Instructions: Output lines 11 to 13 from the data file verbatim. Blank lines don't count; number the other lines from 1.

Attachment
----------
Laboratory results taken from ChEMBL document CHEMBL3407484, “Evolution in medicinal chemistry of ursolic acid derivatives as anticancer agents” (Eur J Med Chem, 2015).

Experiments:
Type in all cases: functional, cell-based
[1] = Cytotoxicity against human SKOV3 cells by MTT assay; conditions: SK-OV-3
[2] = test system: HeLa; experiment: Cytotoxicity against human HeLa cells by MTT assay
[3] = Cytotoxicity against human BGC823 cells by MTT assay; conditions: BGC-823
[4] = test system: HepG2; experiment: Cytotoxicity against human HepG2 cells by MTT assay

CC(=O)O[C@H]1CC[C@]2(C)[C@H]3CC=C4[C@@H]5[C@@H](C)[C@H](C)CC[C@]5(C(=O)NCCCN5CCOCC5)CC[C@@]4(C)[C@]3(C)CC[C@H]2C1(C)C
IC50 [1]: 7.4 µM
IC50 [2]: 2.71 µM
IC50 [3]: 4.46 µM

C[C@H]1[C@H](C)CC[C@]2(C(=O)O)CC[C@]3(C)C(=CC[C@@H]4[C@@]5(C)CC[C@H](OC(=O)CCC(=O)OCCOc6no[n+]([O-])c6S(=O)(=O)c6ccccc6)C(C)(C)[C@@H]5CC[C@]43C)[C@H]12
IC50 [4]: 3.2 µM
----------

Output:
IC50 [3]: 4.46 µM

C[C@H]1[C@H](C)CC[C@]2(C(=O)O)CC[C@]3(C)C(=CC[C@@H]4[C@@]5(C)CC[C@H](OC(=O)CCC(=O)OCCOc6no[n+]([O-])c6S(=O)(=O)c6ccccc6)C(C)(C)[C@@H]5CC[C@]43C)[C@H]12
IC50 [4]: 3.2 µM